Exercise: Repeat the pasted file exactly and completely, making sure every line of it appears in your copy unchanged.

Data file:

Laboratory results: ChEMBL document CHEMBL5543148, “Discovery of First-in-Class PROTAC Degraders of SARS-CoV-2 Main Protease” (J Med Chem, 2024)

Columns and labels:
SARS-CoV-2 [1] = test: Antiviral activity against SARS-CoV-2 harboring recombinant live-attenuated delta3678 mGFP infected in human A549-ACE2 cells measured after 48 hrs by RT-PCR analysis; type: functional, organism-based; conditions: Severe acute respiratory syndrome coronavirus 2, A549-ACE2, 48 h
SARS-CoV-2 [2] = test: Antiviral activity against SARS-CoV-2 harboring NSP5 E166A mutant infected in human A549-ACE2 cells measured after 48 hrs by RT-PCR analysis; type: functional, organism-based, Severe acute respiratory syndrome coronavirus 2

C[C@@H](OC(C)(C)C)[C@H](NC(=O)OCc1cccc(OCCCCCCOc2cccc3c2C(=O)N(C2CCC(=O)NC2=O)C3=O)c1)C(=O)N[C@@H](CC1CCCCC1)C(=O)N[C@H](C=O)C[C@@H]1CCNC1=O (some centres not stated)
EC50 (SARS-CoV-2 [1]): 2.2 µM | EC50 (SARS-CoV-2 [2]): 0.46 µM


Laboratory results: ChEMBL document CHEMBL5543148, “Discovery of First-in-Class PROTAC Degraders of SARS-CoV-2 Main Protease” (J Med Chem, 2024)

Columns and labels:
SARS-CoV-2 [1] = test: Antiviral activity against SARS-CoV-2 harboring recombinant live-attenuated delta3678 mGFP infected in human A549-ACE2 cells measured after 48 hrs by RT-PCR analysis; type: functional, organism-based; conditions: Severe acute respiratory syndrome coronavirus 2, A549-ACE2, 48 h
SARS-CoV-2 [2] = test: Antiviral activity against SARS-CoV-2 harboring NSP5 E166A mutant infected in human A549-ACE2 cells measured after 48 hrs by RT-PCR analysis; type: functional, organism-based, Severe acute respiratory syndrome coronavirus 2

C[C@@H](OC(C)(C)C)[C@H](NC(=O)OCc1cccc(OCCCCCCOc2cccc3c2C(=O)N(C2CCC(=O)NC2=O)C3=O)c1)C(=O)N[C@@H](CC1CCCCC1)C(=O)N[C@H](C=O)C[C@@H]1CCNC1=O (some centres not stated)
EC50 (SARS-CoV-2 [1]): 2.2 µM | EC50 (SARS-CoV-2 [2]): 0.46 µM